Evaluating the Ryman–Laikre effect for marine stock enhancement and aquaculture
Journal article, Peer reviewed
MetadataShow full item record
Original versionCurrent Zoology 2016 (052016), 1-11. 10.1093/cz/zow060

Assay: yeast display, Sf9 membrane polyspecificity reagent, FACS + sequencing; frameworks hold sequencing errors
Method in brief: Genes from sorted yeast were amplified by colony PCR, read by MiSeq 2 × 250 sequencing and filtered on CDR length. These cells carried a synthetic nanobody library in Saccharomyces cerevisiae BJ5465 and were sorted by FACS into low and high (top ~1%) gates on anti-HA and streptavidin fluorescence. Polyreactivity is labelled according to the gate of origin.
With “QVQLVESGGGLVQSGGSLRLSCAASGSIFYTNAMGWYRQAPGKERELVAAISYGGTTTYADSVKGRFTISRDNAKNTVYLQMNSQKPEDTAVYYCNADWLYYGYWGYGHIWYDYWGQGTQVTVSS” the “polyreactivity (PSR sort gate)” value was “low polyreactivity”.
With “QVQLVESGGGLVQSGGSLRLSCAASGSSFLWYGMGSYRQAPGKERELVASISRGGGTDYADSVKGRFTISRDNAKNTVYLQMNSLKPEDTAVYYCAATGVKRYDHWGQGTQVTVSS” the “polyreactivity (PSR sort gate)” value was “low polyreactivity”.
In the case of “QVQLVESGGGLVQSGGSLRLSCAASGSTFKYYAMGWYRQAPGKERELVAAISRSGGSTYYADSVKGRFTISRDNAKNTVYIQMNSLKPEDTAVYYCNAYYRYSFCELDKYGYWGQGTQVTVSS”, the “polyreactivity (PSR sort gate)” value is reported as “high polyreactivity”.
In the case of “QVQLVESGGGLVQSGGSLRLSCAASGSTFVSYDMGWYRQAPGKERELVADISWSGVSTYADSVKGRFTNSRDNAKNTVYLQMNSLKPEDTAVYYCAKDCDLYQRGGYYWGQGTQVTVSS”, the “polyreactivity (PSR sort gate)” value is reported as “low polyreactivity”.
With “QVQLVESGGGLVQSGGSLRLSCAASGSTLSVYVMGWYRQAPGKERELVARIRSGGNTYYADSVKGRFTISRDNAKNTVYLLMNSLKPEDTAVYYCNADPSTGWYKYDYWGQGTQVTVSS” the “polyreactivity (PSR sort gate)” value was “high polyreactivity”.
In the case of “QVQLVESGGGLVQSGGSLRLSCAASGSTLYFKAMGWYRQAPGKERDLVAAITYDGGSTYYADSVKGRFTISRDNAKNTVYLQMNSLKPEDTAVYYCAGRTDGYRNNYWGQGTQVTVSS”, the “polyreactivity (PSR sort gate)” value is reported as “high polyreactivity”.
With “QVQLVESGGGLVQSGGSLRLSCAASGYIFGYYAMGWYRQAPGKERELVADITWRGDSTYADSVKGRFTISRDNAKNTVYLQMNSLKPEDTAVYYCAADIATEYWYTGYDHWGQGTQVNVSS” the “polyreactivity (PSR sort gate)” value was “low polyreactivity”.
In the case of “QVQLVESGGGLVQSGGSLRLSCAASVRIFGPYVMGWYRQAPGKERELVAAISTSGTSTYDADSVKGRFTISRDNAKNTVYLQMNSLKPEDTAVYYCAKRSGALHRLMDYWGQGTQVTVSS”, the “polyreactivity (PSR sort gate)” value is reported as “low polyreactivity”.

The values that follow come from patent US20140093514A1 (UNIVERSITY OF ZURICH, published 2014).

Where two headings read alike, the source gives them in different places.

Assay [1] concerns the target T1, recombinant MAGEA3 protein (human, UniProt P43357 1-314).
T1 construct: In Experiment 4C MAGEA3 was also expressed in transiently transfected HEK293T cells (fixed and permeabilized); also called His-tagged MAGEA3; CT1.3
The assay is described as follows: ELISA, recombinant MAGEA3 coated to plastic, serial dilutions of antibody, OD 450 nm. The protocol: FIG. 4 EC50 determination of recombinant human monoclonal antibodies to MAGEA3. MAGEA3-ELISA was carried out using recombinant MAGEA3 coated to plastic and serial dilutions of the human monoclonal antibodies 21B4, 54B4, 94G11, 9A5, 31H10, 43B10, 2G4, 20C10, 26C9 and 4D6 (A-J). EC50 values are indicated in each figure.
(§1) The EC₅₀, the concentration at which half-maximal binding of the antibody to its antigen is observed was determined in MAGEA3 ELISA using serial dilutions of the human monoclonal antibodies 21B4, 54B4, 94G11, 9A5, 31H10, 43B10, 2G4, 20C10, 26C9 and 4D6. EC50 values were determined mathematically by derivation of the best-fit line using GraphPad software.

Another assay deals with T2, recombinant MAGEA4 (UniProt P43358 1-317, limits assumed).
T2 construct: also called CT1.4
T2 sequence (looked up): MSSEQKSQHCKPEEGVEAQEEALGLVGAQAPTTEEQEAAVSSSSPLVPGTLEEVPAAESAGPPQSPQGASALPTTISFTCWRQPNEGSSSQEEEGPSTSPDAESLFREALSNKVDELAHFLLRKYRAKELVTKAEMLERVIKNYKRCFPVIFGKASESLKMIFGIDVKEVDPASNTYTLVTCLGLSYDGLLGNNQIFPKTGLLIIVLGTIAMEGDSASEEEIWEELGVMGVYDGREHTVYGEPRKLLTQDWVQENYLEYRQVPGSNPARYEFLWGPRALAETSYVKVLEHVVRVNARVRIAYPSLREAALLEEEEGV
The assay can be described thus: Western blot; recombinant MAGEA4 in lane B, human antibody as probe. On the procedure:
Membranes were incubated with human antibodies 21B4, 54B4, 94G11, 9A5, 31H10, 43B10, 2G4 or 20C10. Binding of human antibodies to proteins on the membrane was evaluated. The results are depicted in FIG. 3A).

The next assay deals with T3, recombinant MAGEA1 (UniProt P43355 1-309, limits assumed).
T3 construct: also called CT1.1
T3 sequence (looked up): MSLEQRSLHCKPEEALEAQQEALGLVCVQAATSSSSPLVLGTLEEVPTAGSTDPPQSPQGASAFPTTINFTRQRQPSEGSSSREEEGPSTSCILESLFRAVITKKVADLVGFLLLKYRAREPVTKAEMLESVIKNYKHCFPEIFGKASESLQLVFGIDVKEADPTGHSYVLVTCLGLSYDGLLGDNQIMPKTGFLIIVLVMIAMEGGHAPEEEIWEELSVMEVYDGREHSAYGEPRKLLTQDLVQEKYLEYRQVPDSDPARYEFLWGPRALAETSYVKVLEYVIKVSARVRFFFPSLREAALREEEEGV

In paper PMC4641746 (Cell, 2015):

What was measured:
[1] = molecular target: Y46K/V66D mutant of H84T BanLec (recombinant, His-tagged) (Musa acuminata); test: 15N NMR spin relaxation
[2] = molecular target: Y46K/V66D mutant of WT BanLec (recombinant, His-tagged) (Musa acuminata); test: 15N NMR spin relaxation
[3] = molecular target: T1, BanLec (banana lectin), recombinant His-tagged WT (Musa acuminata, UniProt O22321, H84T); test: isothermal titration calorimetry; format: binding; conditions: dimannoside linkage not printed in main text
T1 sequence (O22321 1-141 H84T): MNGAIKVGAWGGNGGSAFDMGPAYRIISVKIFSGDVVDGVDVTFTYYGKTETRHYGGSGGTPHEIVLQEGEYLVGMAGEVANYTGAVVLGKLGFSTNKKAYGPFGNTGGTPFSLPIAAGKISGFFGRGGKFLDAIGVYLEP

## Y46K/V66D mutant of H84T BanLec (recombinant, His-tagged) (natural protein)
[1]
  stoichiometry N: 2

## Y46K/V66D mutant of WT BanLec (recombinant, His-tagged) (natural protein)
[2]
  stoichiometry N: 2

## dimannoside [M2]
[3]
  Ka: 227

The Ryman–Laikre (R-L) effect is an increase in inbreeding and a reduction in total effective population size (NeT) in a combined captive–wild system, which arises when a few captive parents produce large numbers of offspring. To facilitate evaluation of the R-L effect for scenarios that are relevant to marine stock enhancement and aquaculture, we extended the original R-L formula to explicitly account for several key factors that determine NeT, including the numbers of captive and wild adults, the ratio of captive to wild Ne/N (b), productivity of captive and wild breeders, and removal of individuals from the wild for captive breeding. We show how to provide quantitative answers to questions such as: What scenarios lead to no loss of effective size? What is the maximum effective size that can be achieved? and What scenarios insure that NeT will be no smaller than a specified value? Important results include the following: (1) For large marine populations, the value of b becomes increasingly important as the captive contribution increases. Captive propagation will sharply reduce NeT unless the captive contribution is very small or b is very large ( 103 or higher). (2) Very large values of b are only possible if wild Ne/N is tiny. Therefore, large wild populations undergoing captive enhancement at even modest levels will suffer major reductions in effective size unless wild Ne is a tiny fraction of the census size (about 10 4 or lower).